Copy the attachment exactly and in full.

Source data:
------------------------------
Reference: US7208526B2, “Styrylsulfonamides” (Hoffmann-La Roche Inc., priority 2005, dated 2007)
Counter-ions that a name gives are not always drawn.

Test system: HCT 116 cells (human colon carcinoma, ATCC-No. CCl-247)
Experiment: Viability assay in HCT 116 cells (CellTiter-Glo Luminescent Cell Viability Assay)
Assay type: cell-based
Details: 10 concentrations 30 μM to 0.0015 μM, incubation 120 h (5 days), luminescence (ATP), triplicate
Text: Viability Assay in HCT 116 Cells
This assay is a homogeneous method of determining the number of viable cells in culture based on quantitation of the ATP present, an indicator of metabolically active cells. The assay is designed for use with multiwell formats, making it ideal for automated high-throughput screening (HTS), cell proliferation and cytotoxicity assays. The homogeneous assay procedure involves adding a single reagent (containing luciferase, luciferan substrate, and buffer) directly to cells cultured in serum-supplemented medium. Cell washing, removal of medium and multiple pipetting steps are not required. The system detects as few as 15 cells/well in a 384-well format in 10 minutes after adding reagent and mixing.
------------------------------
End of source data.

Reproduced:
Reference: US7208526B2, “Styrylsulfonamides” (Hoffmann-La Roche Inc., priority 2005, dated 2007)
Counter-ions that a name gives are not always drawn.

Test system: HCT 116 cells (human colon carcinoma, ATCC-No. CCl-247)
Experiment: Viability assay in HCT 116 cells (CellTiter-Glo Luminescent Cell Viability Assay)
Assay type: cell-based
Details: 10 concentrations 30 μM to 0.0015 μM, incubation 120 h (5 days), luminescence (ATP), triplicate
Text: Viability Assay in HCT 116 Cells
This assay is a homogeneous method of determining the number of viable cells in culture based on quantitation of the ATP present, an indicator of metabolically active cells. The assay is designed for use with multiwell formats, making it ideal for automated high-throughput screening (HTS), cell proliferation and cytotoxicity assays. The homogeneous assay procedure involves adding a single reagent (containing luciferase, luciferan substrate, and buffer) directly to cells cultured in serum-supplemented medium. Cell washing, removal of medium and multiple pipetting steps are not required. The system detects as few as 15 cells/well in a 384-well format in 10 minutes after adding reagent and mixing.